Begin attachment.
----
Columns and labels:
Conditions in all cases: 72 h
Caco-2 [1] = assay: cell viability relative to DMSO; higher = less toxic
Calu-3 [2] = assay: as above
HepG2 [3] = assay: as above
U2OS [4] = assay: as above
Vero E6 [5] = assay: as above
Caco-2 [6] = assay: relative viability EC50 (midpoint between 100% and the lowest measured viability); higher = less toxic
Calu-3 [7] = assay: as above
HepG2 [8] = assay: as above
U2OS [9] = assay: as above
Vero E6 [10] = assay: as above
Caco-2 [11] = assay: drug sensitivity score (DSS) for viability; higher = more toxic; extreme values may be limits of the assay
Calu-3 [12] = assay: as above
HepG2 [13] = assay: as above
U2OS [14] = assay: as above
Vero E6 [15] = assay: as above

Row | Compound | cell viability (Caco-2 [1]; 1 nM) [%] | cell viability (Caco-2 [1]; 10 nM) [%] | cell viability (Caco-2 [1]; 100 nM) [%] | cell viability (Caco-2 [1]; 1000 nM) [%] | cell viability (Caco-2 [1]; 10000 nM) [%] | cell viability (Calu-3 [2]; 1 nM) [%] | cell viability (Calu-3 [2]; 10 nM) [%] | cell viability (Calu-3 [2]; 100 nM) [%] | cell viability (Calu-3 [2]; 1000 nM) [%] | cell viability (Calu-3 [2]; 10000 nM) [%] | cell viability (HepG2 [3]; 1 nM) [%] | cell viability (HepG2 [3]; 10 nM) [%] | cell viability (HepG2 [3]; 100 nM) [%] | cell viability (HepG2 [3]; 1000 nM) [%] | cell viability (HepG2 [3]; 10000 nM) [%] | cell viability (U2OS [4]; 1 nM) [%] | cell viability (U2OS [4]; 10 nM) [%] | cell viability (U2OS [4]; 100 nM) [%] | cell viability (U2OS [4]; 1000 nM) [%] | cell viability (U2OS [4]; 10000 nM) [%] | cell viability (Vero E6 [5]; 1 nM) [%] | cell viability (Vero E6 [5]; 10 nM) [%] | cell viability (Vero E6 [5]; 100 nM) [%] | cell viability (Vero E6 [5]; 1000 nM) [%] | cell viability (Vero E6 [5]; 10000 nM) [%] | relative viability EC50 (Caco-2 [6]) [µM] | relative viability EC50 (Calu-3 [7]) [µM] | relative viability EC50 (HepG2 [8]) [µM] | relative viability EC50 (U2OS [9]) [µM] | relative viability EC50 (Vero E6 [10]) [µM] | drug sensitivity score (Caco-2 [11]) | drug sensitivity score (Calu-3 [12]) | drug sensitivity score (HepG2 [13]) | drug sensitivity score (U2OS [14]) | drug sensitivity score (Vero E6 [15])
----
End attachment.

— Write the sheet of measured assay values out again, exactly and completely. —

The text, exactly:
Columns and labels:
Conditions in all cases: 72 h
Caco-2 [1] = assay: cell viability relative to DMSO; higher = less toxic
Calu-3 [2] = assay: as above
HepG2 [3] = assay: as above
U2OS [4] = assay: as above
Vero E6 [5] = assay: as above
Caco-2 [6] = assay: relative viability EC50 (midpoint between 100% and the lowest measured viability); higher = less toxic
Calu-3 [7] = assay: as above
HepG2 [8] = assay: as above
U2OS [9] = assay: as above
Vero E6 [10] = assay: as above
Caco-2 [11] = assay: drug sensitivity score (DSS) for viability; higher = more toxic; extreme values may be limits of the assay
Calu-3 [12] = assay: as above
HepG2 [13] = assay: as above
U2OS [14] = assay: as above
Vero E6 [15] = assay: as above

Row | Compound | cell viability (Caco-2 [1]; 1 nM) [%] | cell viability (Caco-2 [1]; 10 nM) [%] | cell viability (Caco-2 [1]; 100 nM) [%] | cell viability (Caco-2 [1]; 1000 nM) [%] | cell viability (Caco-2 [1]; 10000 nM) [%] | cell viability (Calu-3 [2]; 1 nM) [%] | cell viability (Calu-3 [2]; 10 nM) [%] | cell viability (Calu-3 [2]; 100 nM) [%] | cell viability (Calu-3 [2]; 1000 nM) [%] | cell viability (Calu-3 [2]; 10000 nM) [%] | cell viability (HepG2 [3]; 1 nM) [%] | cell viability (HepG2 [3]; 10 nM) [%] | cell viability (HepG2 [3]; 100 nM) [%] | cell viability (HepG2 [3]; 1000 nM) [%] | cell viability (HepG2 [3]; 10000 nM) [%] | cell viability (U2OS [4]; 1 nM) [%] | cell viability (U2OS [4]; 10 nM) [%] | cell viability (U2OS [4]; 100 nM) [%] | cell viability (U2OS [4]; 1000 nM) [%] | cell viability (U2OS [4]; 10000 nM) [%] | cell viability (Vero E6 [5]; 1 nM) [%] | cell viability (Vero E6 [5]; 10 nM) [%] | cell viability (Vero E6 [5]; 100 nM) [%] | cell viability (Vero E6 [5]; 1000 nM) [%] | cell viability (Vero E6 [5]; 10000 nM) [%] | relative viability EC50 (Caco-2 [6]) [µM] | relative viability EC50 (Calu-3 [7]) [µM] | relative viability EC50 (HepG2 [8]) [µM] | relative viability EC50 (U2OS [9]) [µM] | relative viability EC50 (Vero E6 [10]) [µM] | drug sensitivity score (Caco-2 [11]) | drug sensitivity score (Calu-3 [12]) | drug sensitivity score (HepG2 [13]) | drug sensitivity score (U2OS [14]) | drug sensitivity score (Vero E6 [15])